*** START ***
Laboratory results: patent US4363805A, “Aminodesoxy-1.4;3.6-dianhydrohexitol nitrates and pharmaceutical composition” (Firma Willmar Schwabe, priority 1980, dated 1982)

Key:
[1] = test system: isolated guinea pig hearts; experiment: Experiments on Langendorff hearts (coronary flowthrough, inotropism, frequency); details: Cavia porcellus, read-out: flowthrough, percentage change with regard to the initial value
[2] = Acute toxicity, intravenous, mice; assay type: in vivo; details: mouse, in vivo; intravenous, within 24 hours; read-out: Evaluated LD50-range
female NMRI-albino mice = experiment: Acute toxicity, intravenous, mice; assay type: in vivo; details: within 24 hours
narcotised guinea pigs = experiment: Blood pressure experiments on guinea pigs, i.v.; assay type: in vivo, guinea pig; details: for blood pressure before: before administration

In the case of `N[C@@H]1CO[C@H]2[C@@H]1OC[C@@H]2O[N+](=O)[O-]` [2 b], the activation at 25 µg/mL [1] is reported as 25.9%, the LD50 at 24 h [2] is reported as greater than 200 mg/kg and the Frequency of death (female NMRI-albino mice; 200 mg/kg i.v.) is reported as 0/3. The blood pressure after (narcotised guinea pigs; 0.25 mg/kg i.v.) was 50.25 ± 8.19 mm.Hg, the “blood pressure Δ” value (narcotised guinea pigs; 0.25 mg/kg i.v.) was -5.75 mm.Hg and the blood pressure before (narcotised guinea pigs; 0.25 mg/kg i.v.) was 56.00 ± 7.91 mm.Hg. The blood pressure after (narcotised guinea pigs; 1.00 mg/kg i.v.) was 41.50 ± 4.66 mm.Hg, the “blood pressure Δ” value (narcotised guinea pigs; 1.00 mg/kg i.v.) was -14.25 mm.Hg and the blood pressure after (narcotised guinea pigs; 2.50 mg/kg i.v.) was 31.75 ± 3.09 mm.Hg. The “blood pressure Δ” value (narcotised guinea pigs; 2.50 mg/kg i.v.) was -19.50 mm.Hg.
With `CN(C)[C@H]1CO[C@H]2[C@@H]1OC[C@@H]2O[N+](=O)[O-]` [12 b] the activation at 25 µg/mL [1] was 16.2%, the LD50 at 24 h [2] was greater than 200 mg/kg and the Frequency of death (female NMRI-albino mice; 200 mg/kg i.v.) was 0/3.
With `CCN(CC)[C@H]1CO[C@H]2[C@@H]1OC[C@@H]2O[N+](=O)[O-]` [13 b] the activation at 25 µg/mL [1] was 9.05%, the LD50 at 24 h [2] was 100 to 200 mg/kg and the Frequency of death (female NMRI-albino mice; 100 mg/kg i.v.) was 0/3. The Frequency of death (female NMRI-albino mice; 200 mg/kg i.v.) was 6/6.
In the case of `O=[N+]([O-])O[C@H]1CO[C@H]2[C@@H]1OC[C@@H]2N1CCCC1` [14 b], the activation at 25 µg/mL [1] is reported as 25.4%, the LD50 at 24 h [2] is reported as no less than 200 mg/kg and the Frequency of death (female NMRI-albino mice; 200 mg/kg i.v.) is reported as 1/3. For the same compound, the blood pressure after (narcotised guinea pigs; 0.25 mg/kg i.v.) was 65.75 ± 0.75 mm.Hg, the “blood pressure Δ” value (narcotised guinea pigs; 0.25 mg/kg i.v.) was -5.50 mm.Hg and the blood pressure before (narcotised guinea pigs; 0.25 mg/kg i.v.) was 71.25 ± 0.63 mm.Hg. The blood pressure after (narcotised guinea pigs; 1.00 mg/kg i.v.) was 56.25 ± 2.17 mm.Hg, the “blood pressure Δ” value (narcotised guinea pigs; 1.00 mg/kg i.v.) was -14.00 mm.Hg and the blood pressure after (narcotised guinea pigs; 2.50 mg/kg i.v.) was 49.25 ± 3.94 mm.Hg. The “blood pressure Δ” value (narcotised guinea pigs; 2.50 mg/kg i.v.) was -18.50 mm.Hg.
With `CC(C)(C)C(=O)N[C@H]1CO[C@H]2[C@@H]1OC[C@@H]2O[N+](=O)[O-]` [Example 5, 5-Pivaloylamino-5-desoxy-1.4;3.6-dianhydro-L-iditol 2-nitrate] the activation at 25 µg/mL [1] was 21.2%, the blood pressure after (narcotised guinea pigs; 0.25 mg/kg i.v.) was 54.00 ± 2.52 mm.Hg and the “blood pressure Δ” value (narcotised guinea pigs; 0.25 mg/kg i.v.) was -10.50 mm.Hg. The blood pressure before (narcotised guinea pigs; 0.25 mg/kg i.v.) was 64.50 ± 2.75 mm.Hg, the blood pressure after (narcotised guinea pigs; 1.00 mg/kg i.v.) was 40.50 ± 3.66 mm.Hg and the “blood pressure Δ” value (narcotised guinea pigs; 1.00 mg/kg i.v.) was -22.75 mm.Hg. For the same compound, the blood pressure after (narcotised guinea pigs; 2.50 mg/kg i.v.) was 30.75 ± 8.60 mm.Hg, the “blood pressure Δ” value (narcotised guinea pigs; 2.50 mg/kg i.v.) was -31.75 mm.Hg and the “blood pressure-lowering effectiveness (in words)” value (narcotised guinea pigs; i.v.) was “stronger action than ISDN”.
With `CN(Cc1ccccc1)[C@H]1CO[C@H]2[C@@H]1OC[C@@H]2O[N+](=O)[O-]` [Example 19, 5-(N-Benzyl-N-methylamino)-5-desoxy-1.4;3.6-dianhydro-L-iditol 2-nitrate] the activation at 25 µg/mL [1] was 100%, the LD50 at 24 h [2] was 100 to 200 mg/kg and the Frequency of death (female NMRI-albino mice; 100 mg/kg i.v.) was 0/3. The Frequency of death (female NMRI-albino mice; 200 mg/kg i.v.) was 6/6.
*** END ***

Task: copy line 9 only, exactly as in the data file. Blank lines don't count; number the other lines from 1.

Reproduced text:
With `CCN(CC)[C@H]1CO[C@H]2[C@@H]1OC[C@@H]2O[N+](=O)[O-]` [13 b] the activation at 25 µg/mL [1] was 9.05%, the LD50 at 24 h [2] was 100 to 200 mg/kg and the Frequency of death (female NMRI-albino mice; 100 mg/kg i.v.) was 0/3. The Frequency of death (female NMRI-albino mice; 200 mg/kg i.v.) was 6/6.